“Fire tests the purity of silver and gold,
but a person is tested by being praised.”
What do you think of when you hear the word “test”? Does it conjure up images of school? Having to study? Passing or failing?
Most of us probably think of a test as something difficult, something that must be conquered. Adding fire imagery, as the writer of Proverbs does in the verse above, may take us to another level of testing—something that must be proven, burned away, or purified. If a test is inherently strenuous, adding the danger and unpredictability of flames most assuredly makes it particularly precarious. Fire is hot, dangerous, and can transform the environment around us. Anyone who has been burned knows how badly it can hurt and can cause lasting or even permanent damage.
The New International Version of the Bible translates Proverbs 27:21 as, “The crucible for silver and the furnace for gold, but people are tested by their praise.” A crucible is a container in which metals are melted by being subjected to extremely high temperatures. As the metal melts, impurities rise to the surface (this is called dross or slag) and are removed, leaving the purest possible form of the metal. This “testing” is necessary to ensure the quality of precious metals like silver and gold—the higher the quality, the fewer impurities there are in the finished product. Conversely, the more dross the metal contains the less useful it is and is often discarded.
The crucible of praise is no different. When we are given a compliment, the way that we receive it reveals a lot about who we are and the condition of our hearts. Whether we reject it (I’m not really as good as you think I am), deflect it (it was those people over there who are the real heroes), absorb it (you know, you’re right…I am awesome), or reflect it back to the One who gave it, we are being refined and showing what we’re really made of.
After my senior year of college, I had an opportunity to meet with Ross Parsley, who was the worship pastor at New Life Church in Colorado Springs, CO, at the time. My family had visited New Life quite frequently, and my older brother was a member there and participated in the worship choir. One day a friend of ours, Paul, whom we had known for several years and was also on staff in the NLC worship department, invited me to lunch with Ross and himself. I had looked up to Ross for many years and greatly admired his abilities as a worship leader and songwriter. When we met outside the restaurant, Paul introduced us by saying, “Ross, this is Brian. He’s the reason we still have to practice.”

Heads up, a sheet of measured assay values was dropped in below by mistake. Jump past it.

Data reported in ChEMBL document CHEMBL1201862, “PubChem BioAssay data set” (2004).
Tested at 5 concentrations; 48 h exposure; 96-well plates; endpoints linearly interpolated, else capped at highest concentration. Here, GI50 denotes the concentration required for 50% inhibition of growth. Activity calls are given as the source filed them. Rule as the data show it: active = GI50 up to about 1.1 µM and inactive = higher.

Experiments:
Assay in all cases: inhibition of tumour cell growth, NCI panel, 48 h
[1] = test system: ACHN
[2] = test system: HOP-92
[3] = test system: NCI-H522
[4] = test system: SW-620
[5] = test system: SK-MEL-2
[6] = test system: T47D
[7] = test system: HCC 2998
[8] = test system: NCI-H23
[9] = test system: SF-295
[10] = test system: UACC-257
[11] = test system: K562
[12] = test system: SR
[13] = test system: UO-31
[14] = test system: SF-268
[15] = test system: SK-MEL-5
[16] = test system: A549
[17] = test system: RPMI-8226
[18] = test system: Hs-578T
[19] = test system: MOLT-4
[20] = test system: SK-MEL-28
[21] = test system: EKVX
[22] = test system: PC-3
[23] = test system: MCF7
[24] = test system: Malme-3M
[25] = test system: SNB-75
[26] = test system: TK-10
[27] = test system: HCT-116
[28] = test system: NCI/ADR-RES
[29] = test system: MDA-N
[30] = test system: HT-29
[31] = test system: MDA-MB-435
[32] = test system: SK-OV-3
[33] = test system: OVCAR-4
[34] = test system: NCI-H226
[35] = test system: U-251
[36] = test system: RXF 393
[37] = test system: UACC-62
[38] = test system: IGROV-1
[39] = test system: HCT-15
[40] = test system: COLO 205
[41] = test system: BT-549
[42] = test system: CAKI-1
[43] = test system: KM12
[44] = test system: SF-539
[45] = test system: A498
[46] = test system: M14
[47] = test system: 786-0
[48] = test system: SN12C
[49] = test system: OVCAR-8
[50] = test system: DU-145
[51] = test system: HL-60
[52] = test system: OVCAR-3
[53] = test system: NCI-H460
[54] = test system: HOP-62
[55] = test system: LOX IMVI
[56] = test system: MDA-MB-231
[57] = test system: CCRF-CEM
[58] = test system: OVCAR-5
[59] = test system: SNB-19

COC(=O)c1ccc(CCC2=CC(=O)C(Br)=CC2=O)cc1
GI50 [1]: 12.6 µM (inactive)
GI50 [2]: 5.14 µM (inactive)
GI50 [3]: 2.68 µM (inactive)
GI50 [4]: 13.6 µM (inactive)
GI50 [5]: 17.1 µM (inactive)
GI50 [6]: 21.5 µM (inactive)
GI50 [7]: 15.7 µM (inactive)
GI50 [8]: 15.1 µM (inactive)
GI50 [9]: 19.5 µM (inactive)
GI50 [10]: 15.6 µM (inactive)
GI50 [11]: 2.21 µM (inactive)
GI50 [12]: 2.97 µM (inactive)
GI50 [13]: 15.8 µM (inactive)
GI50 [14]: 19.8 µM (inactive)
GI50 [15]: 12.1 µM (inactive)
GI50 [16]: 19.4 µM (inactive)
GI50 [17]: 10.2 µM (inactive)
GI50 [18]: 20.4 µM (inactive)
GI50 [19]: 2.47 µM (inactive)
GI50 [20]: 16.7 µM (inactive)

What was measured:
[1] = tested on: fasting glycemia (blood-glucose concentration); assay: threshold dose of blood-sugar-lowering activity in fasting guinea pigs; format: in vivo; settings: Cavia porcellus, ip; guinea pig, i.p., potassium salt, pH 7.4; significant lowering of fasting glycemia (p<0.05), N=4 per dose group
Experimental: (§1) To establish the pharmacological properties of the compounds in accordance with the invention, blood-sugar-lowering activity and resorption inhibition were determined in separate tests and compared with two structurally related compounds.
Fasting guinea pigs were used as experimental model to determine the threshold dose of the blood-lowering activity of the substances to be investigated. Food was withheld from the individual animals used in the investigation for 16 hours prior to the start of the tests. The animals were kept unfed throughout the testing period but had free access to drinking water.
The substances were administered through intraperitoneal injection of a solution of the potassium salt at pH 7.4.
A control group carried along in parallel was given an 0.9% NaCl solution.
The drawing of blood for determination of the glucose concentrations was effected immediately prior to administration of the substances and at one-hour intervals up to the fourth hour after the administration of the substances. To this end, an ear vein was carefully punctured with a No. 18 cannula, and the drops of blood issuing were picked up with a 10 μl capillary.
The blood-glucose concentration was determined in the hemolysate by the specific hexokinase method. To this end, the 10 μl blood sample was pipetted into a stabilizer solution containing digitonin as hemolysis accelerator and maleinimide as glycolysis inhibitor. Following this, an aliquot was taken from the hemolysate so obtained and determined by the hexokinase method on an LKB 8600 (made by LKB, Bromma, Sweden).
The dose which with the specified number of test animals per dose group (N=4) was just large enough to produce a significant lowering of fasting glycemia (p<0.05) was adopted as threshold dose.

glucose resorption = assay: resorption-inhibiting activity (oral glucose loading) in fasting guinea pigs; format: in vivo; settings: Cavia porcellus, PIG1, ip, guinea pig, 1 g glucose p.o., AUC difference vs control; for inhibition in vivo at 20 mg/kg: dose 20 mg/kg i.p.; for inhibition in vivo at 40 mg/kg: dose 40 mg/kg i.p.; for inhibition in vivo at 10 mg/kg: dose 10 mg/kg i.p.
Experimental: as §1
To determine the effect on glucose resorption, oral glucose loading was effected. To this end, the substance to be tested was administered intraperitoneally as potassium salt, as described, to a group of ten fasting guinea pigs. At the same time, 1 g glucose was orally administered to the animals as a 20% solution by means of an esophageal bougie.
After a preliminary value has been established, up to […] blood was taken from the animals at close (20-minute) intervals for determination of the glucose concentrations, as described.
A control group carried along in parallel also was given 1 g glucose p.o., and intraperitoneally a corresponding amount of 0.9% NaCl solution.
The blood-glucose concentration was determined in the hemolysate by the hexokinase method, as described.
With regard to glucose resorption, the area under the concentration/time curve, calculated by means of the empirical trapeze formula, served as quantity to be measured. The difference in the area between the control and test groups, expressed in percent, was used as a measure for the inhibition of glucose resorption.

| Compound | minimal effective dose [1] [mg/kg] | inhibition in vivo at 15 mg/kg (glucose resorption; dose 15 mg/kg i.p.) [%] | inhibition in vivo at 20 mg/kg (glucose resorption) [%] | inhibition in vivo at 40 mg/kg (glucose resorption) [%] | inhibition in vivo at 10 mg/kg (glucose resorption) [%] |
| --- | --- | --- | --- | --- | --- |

I felt my face flush. I brushed it off and made some joke about paying him to say that. But as we were seated at our table, Paul told me that I really need to work on how I accept compliments. He asked me if I had ever received a really great present before. The first thing I thought of was my Grandpa taking me to JC Penny almost every summer before school to buy me a new watch. One year, I picked out a cool Ironman digital watch, complete with a timer, stopwatch, alarm, different time zones (for all that time zone hopping I did as a teenager), and Casio’s latest feature, Indiglo, which illuminated the entire watch face with a cool blue light.
Paul said, “Ok, now say you’re wearing that watch and someone compliments you on it. ‘That’s a nice watch!’ You would probably just say, ‘Thanks, my grandpa gave it to me.’ You didn’t build it. You didn’t even pay for it. But you’re proud of it because your grandpa gave it to you. And you’re grateful and humbled that he would be so generous. It’s the same with your talent. Sure, you’ve worked hard and practiced to get where you are, but the raw ability was placed in you by God, as was the calling to lead worship with those abilities. Stop thinking about it as something you need to downplay or be ashamed of—think about it as a really nice watch that your grandpa gave you.”
Here’s the thing: There is absolutely nothing wrong with acknowledging that you are talented. Your abilities are a part of who you are, your God-given identity, and to belittle them, ignore them, or take too much credit for them is a disservice to the gift-giver. We should neither stash our watch away in a drawer nor claim that we are the watchmaker. Somewhere in the middle, between the One who planted the seed within us and the work we put in to cultivate the talent in order to see a return for the Kingdom, is where we should live. And that Kingdom perspective is what should inform our response to the praise we receive and reveal the truth about who gave us the talent in the first place.
Here’s the other thing: Unless you are Jesus you will not get this right 100% of the time. The crucible of praise is a fire that you will endure for the rest of your life. The temptation will always be there to absorb more or reject more adoration than you should. The slag and dross will always find its way to the surface. You’re not going to step down from the stage one Sunday morning suddenly blessed with effortless confidence cloaked in consummate humility. Our need for grace in this area is ever-present. Fortunately, this grace is also endlessly abundant.
So, where do you fall on this spectrum? Are you constantly avoiding, rejecting, or deflecting praise? How does your false humility manifest itself—in insecurity that begs for validation, or in a desire to have your ego stroked? Do you wear your watch as an homage to the Watchmaker or as a status symbol that shows everyone you’ve arrived? Wrestling with these kinds of questions is never easy, but it is necessary to keeping ourselves from getting swallowed up in the day-to-day “stuff” of leadership and ministry. If left unchecked, unexamined, and un-talked-about we’ll end up being entirely consumed in the refining process. Allowing ourselves the grace and the space to process it is one of the best ways we can continue to see Christlikeness reflected in our lives and in our leadership.